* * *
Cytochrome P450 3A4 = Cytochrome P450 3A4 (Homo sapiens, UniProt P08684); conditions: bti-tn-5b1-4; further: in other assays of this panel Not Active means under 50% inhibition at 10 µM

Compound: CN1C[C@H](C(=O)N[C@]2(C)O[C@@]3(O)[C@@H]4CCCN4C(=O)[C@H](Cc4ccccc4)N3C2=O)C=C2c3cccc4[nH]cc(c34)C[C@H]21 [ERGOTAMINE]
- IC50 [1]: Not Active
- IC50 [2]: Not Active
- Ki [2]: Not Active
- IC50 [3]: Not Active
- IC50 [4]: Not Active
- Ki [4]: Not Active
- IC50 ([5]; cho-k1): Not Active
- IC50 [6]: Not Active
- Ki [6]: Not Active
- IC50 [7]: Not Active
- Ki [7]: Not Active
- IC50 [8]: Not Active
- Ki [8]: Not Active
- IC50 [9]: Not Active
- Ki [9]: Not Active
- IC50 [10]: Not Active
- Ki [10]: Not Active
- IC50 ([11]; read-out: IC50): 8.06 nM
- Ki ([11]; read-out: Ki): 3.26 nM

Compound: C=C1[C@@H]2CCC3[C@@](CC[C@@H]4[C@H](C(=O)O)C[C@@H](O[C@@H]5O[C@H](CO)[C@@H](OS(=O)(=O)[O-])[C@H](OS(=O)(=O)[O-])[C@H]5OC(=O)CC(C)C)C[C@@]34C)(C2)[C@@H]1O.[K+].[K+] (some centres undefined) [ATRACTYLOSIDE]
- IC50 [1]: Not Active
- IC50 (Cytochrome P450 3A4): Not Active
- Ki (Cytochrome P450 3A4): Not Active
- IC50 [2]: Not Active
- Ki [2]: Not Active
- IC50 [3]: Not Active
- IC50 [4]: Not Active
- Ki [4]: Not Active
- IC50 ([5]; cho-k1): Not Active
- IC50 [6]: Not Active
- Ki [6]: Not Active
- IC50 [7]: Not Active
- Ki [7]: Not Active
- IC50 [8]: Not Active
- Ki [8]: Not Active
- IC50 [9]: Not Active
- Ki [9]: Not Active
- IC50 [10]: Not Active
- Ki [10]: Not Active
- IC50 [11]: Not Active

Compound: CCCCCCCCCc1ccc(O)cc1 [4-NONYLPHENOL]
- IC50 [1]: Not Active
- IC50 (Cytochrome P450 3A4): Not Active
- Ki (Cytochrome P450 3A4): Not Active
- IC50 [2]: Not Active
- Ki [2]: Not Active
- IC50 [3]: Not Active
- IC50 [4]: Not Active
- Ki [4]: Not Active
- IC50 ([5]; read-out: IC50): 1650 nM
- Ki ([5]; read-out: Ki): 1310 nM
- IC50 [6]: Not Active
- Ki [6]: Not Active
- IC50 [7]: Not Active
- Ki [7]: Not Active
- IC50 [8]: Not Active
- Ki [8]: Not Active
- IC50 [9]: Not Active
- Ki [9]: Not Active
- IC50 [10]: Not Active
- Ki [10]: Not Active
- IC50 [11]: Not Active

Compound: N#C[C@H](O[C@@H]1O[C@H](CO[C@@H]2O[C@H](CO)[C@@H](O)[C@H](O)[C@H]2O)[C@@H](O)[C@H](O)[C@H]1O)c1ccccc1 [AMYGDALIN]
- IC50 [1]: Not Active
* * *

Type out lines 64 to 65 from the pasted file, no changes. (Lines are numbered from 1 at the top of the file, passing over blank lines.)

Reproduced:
- IC50 [11]: Not Active

Compound: N#C[C@H](O[C@@H]1O[C@H](CO[C@@H]2O[C@H](CO)[C@@H](O)[C@H](O)[C@H]2O)[C@@H](O)[C@H](O)[C@H]1O)c1ccccc1 [AMYGDALIN]